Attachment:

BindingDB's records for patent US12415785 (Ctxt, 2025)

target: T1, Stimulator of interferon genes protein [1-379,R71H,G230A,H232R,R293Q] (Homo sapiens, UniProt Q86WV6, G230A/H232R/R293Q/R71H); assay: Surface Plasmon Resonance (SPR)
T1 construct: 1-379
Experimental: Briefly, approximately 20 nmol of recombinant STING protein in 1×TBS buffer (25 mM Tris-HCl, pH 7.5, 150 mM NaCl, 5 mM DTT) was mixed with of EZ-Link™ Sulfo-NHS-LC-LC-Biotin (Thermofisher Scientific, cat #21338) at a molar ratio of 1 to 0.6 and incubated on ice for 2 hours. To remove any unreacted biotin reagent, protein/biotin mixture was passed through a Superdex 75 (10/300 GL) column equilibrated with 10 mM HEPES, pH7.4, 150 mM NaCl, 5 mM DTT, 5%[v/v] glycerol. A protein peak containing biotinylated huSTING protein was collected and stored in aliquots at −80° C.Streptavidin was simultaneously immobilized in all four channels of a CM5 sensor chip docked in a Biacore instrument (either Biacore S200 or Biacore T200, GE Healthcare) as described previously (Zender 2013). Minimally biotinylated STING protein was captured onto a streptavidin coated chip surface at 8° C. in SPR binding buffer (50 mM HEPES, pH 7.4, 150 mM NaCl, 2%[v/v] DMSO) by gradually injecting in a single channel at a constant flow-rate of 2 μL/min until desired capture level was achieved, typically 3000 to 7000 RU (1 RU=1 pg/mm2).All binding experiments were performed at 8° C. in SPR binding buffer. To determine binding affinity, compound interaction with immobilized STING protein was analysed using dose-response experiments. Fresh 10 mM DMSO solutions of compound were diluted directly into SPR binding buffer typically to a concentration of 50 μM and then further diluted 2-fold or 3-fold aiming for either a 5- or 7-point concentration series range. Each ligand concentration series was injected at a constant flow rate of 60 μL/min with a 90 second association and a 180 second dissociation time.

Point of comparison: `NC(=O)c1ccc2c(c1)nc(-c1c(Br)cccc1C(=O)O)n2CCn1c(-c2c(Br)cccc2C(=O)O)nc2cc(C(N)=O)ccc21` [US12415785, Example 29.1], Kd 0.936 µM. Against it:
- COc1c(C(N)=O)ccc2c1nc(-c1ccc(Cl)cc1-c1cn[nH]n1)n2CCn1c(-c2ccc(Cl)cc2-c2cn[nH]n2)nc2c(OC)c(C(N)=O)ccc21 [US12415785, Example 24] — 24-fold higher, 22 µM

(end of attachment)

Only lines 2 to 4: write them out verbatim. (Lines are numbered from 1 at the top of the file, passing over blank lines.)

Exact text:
target: T1, Stimulator of interferon genes protein [1-379,R71H,G230A,H232R,R293Q] (Homo sapiens, UniProt Q86WV6, G230A/H232R/R293Q/R71H); assay: Surface Plasmon Resonance (SPR)
T1 construct: 1-379
Experimental: Briefly, approximately 20 nmol of recombinant STING protein in 1×TBS buffer (25 mM Tris-HCl, pH 7.5, 150 mM NaCl, 5 mM DTT) was mixed with of EZ-Link™ Sulfo-NHS-LC-LC-Biotin (Thermofisher Scientific, cat #21338) at a molar ratio of 1 to 0.6 and incubated on ice for 2 hours. To remove any unreacted biotin reagent, protein/biotin mixture was passed through a Superdex 75 (10/300 GL) column equilibrated with 10 mM HEPES, pH7.4, 150 mM NaCl, 5 mM DTT, 5%[v/v] glycerol. A protein peak containing biotinylated huSTING protein was collected and stored in aliquots at −80° C.Streptavidin was simultaneously immobilized in all four channels of a CM5 sensor chip docked in a Biacore instrument (either Biacore S200 or Biacore T200, GE Healthcare) as described previously (Zender 2013). Minimally biotinylated STING protein was captured onto a streptavidin coated chip surface at 8° C. in SPR binding buffer (50 mM HEPES, pH 7.4, 150 mM NaCl, 2%[v/v] DMSO) by gradually injecting in a single channel at a constant flow-rate of 2 μL/min until desired capture level was achieved, typically 3000 to 7000 RU (1 RU=1 pg/mm2).All binding experiments were performed at 8° C. in SPR binding buffer. To determine binding affinity, compound interaction with immobilized STING protein was analysed using dose-response experiments. Fresh 10 mM DMSO solutions of compound were diluted directly into SPR binding buffer typically to a concentration of 50 μM and then further diluted 2-fold or 3-fold aiming for either a 5- or 7-point concentration series range. Each ligand concentration series was injected at a constant flow rate of 60 μL/min with a 90 second association and a 180 second dissociation time.